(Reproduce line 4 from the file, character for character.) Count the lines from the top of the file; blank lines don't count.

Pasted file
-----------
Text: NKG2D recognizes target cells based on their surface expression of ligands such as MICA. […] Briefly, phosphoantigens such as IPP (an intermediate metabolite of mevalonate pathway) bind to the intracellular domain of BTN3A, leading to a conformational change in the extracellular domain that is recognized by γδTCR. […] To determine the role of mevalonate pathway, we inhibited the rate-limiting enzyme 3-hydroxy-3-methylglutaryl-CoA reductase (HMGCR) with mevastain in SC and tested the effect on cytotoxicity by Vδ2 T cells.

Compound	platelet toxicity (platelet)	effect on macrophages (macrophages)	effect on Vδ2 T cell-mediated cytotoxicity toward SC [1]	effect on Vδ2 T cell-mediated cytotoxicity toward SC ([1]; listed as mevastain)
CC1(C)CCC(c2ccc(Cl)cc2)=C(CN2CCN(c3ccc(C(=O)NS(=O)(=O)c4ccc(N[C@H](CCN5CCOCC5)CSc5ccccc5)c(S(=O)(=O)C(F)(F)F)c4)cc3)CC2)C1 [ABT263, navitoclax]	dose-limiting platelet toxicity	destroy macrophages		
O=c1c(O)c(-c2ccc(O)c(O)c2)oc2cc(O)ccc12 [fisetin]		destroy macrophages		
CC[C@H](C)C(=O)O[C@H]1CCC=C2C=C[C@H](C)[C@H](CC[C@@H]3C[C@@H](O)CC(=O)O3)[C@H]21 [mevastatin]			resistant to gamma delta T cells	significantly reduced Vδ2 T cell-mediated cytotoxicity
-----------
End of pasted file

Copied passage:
O=c1c(O)c(-c2ccc(O)c(O)c2)oc2cc(O)ccc12 [fisetin]		destroy macrophages		